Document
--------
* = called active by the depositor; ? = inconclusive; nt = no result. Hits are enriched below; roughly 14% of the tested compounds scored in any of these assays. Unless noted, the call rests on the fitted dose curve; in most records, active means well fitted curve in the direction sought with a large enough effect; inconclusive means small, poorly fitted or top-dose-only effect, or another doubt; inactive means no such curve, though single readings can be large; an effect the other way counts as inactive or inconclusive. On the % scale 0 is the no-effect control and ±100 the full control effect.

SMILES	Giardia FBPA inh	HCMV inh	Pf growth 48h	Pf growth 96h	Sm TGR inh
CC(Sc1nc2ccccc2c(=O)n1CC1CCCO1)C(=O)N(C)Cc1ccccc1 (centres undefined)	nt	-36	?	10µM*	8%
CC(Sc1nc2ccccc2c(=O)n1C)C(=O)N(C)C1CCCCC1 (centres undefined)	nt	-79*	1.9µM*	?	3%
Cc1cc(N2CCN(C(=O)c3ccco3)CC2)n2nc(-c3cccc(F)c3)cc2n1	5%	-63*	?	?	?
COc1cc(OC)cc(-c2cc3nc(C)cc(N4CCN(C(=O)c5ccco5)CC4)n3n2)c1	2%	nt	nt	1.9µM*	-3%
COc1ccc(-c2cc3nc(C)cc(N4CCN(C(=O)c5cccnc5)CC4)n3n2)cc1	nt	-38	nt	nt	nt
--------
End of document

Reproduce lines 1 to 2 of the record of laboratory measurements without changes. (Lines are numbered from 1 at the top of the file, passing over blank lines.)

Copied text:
* = called active by the depositor; ? = inconclusive; nt = no result. Hits are enriched below; roughly 14% of the tested compounds scored in any of these assays. Unless noted, the call rests on the fitted dose curve; in most records, active means well fitted curve in the direction sought with a large enough effect; inconclusive means small, poorly fitted or top-dose-only effect, or another doubt; inactive means no such curve, though single readings can be large; an effect the other way counts as inactive or inconclusive. On the % scale 0 is the no-effect control and ±100 the full control effect.

SMILES	Giardia FBPA inh	HCMV inh	Pf growth 48h	Pf growth 96h	Sm TGR inh